Platinum jewellery demand remains unchanged



Global jewellery demand in 2023 is anticipated to decline by 3% from the previous year to 1,852 koz, with increases in India and North America failing to counteract weakness elsewhere, especially in China. For 2024, demand is expected to increase by 3% to 1,903 koz, with gains in China and India expected to be offset by a weaker North American market.


Second consecutive year of positive net investment



Global retail investment in platinum is anticipated to climb by 36% to 305 koz in 2023, primarily driven by a positive turnaround in Japan after three years of net disinvestment. ETF holdings experienced inflows for the first nine months of the year amid South African power supply concerns. However, with anticipated outflows in the final quarter, annual holdings will level out to a modest 50 koz gain. Net investment for the full year is expected to be 385 koz.


Bar and coin investment for 2024 is projected to fall by 44% to 172 koz, with demand in North America decreasing by 11% and Japan returning to net disinvestment. Platinum ETFs are expected to see an outflow of 120 koz next year, affected by high interest rates in Europe and North America. Meanwhile, forecast inflows to exchange warehouses stand at 30 koz. The result will mean net positive investment of 82 koz for the year.


Trevor Raymond, CEO of the World Platinum Investment Council, commented:


“Following this year’s forecast record deficit, in excess of 1 Moz, the platinum market is now facing consecutive deficits. This demonstrates, somewhat counterintuitively, the resilience of the platinum market despite economic headwinds, a feature that is strongly linked to its diversity of demand. During 2023, platinum has benefited from stellar industrial demand to reach a record level, as well as a strong recovery in automotive production and, of most significance, ongoing growth in platinum-for-palladium substitution.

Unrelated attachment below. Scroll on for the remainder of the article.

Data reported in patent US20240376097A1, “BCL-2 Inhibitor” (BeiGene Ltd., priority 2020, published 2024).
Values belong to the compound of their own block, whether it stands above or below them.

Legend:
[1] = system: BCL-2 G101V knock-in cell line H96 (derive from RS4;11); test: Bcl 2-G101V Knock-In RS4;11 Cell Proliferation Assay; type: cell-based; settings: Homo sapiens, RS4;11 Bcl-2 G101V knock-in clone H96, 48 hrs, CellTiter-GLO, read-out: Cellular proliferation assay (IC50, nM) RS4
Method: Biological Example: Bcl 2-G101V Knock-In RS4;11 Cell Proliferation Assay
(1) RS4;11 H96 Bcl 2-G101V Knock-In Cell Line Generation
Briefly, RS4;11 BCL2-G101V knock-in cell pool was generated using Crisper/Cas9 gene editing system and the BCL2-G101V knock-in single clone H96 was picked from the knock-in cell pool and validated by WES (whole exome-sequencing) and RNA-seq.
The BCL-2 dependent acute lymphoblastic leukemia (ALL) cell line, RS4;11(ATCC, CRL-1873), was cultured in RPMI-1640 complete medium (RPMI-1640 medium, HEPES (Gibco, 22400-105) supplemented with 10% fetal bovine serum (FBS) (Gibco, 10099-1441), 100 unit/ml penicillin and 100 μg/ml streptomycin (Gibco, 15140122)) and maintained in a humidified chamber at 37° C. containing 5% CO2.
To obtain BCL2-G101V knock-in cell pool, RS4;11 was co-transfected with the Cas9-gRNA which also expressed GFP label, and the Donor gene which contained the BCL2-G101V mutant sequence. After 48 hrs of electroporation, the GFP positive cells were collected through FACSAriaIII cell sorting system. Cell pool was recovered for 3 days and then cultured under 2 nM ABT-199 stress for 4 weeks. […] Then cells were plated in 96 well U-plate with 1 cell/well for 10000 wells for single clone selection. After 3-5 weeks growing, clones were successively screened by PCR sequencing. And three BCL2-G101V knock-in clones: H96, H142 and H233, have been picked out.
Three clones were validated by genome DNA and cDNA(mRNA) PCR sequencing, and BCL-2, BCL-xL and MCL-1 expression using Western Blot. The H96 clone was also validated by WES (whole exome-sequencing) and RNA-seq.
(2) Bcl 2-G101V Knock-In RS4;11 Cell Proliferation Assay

“The backdrop to next year’s second consecutive deficit anticipates further, albeit more moderate, automotive demand growth, while industrial demand, though lower year-on-year, remains robust and 22% higher than the 5-year pre-COVID average level.


“Meanwhile continuing challenges present downside risks to both mined and recycling supply into next year, not least as miners look to reassess production plans and restructure operations to manage the negative impact of the significant decrease in the PGM basket price on mining profitability.


“The economic aftershocks of the past three years are still being felt in the platinum market and continue to affect market behaviour and prices today. In the automotive sector, over 30 million fewer vehicles being produced between 2020 and 2022 resulted in automakers being able to soften regular buying and ease market tightness. During the recovery of the global vehicle market up until now, this excess PGM inventory has helped meet demand, which to an extent has helped meet market shortfalls. As these inventories diminish with continued growth in vehicle production and sales, we foresee a return to more typical automaker platinum buying patterns, which could further tighten the market and place upward pressure on the platinum price.


“Platinum remains an essential component in reducing harmful vehicle emissions and is already a crucial element in unlocking hydrogen’s role in the decarbonisation of transport and other industries. It is becoming increasingly recognised as key to the emerging hydrogen economy. Currently, platinum’s investment appeal lies in its considerable market deficit, but looking ahead, investors will also reap the benefits from a hydrogen-driven demand tailwind.”





Neither the World Platinum Investment Council nor Metals Focus is authorised by any regulatory authority to give investment advice. Nothing within this document is intended or should be construed as investment advice or offering to sell or advising to buy any securities or financial instruments and appropriate professional advice should always be sought before making any investment. For further information, please visit



Annual platinum supply/demand balances


Posted November 21, 2023